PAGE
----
Close up video of the British Stealth Pole Model

Here’s an interesting video of the full size model of the BAE Replica mounted on a pole at BAe Warton facility, in the UK.

On Feb. 18, a full size model of the BAe Replica, a British stealth aircraft built in the 1990s for the development of the FOAS (Future Offensive Air System) was filmed at BAE Systems facilities at Warton, in Lancashire, England.

The aircraft was being moved to be installed, inverted, on a pole: the typical configuration used for testing the radar signature of a plane. Even the most secret planes have been their radar cross section tested while mounted inverted (and upright) on a pole, just like the British model.

The FOAS was a study aimed at finding a replacement for the RAF Tornado GR4 that was cancelled in 2005.

Whilst the F-35 is going to be replacement of the  Tornado GR4, the Taranis UCAV (Unmanned Combat Air Vehicle) a semi-autonomous pilotless system that will be able to carry a various types of weapons, including PGMs (Precision Guided Munitions) and air-to-air missiles, emerged as the eventual successor of the FOAS.

What remains unclear is what kind of tests the BAe Replica is supporting.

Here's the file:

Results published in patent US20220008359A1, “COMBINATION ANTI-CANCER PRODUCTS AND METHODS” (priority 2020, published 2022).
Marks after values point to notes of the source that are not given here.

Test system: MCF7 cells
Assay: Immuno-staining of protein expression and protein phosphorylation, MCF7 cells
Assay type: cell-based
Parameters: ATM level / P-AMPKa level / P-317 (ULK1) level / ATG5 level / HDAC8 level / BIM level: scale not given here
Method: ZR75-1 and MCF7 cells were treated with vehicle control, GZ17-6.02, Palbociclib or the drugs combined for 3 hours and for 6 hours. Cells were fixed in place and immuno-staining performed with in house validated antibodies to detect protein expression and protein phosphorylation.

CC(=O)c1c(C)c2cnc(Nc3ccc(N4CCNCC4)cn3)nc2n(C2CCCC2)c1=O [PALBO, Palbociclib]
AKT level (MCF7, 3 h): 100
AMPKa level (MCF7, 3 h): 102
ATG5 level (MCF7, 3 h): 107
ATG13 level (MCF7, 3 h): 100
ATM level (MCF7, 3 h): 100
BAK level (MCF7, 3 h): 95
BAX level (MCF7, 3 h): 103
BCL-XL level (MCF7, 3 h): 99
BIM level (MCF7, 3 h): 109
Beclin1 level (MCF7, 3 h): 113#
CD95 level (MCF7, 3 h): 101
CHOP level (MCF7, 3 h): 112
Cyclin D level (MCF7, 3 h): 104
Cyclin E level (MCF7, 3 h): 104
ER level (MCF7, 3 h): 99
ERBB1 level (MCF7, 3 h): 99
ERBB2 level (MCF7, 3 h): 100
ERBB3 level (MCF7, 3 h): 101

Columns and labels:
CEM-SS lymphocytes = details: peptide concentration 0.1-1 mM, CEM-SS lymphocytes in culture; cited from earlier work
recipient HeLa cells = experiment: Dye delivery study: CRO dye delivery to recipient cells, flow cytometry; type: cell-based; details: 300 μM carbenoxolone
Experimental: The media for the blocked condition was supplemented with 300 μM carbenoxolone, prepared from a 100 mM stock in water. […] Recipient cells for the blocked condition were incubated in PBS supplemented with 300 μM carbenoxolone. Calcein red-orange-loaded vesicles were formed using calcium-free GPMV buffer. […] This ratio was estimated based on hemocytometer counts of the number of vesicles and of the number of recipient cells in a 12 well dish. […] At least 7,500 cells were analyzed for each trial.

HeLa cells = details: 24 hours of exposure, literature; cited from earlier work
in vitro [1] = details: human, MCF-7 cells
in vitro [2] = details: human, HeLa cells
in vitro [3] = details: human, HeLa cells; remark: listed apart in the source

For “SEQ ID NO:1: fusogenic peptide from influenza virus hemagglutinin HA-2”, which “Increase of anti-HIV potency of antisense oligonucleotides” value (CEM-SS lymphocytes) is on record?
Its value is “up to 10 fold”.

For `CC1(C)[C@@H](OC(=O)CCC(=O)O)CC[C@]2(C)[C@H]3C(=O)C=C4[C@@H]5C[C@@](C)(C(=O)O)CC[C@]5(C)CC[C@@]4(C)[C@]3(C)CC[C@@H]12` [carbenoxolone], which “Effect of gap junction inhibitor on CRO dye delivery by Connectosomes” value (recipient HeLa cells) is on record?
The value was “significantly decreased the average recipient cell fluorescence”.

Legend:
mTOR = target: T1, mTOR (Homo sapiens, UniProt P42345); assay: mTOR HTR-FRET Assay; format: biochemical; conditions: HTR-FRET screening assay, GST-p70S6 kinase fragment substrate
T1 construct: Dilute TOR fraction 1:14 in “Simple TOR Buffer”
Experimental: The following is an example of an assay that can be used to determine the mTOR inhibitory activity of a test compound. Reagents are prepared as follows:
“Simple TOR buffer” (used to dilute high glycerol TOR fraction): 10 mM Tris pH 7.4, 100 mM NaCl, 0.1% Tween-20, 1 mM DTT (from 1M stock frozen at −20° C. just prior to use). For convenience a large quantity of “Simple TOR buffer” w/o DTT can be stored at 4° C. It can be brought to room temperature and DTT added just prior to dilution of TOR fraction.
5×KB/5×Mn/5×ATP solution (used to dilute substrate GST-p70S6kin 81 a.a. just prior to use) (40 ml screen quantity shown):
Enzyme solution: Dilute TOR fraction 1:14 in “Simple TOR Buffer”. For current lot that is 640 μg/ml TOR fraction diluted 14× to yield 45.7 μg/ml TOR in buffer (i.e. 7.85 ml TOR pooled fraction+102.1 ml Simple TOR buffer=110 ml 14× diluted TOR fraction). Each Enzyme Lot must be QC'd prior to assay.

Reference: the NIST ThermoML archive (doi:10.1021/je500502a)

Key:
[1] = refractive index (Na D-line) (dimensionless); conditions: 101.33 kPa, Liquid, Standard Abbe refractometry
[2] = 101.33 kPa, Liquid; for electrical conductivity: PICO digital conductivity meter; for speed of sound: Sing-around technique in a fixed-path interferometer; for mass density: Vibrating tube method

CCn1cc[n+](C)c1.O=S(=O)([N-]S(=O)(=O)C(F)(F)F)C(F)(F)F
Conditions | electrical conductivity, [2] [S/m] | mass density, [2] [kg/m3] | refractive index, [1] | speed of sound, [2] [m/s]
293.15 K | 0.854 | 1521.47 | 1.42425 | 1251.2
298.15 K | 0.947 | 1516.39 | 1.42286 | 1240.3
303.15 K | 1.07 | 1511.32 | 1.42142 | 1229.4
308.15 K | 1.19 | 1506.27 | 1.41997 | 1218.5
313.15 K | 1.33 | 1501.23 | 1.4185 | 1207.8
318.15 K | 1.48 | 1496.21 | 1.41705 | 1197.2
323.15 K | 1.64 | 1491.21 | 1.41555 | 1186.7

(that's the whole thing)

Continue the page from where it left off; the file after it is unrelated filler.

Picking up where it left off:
Considered that BAe is teamed with Lockheed Martin in the F-35 program, it may be something related to the Joint Strike Fighter: most probably nothing really sensitive, otherwise it would be done in the U.S. Or a domestic project for a low observable plane?


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About David Cenciotti
David Cenciotti is a journalist based in Rome, Italy. He is the Founder and Editor of “The Aviationist”, one of the world’s most famous and read military aviation blogs. Since 1996, he has written for major worldwide magazines, including Air Forces Monthly, Combat Aircraft, and many others, covering aviation, defense, war, industry, intelligence, crime and cyberwar. He has reported from the U.S., Europe, Australia and Syria, and flown several combat planes with different air forces. He is a former 2nd Lt. of the Italian Air Force, a private pilot and a graduate in Computer Engineering. He has written five books and contributed to many more ones.